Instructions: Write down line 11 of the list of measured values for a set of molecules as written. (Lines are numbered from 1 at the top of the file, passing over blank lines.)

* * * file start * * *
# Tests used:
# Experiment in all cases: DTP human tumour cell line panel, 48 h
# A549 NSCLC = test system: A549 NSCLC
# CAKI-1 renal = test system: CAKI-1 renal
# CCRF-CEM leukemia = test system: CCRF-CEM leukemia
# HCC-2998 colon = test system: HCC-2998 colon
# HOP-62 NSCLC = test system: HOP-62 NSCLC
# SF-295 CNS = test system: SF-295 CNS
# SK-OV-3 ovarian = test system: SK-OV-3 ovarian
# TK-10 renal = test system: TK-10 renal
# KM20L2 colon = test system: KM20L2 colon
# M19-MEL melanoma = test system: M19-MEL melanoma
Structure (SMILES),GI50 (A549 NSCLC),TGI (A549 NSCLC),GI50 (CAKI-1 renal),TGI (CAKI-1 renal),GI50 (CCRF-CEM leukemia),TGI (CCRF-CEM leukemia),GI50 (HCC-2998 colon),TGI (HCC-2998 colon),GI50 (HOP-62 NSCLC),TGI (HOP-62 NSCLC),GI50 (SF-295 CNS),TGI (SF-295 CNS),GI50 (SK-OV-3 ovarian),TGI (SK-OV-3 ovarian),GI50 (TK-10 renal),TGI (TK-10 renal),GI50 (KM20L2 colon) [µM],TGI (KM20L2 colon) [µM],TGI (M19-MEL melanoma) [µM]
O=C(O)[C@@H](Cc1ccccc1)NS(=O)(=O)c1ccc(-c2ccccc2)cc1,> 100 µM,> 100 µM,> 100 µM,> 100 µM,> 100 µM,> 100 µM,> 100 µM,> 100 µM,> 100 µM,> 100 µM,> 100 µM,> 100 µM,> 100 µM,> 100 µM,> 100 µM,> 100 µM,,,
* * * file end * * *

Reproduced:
# KM20L2 colon = test system: KM20L2 colon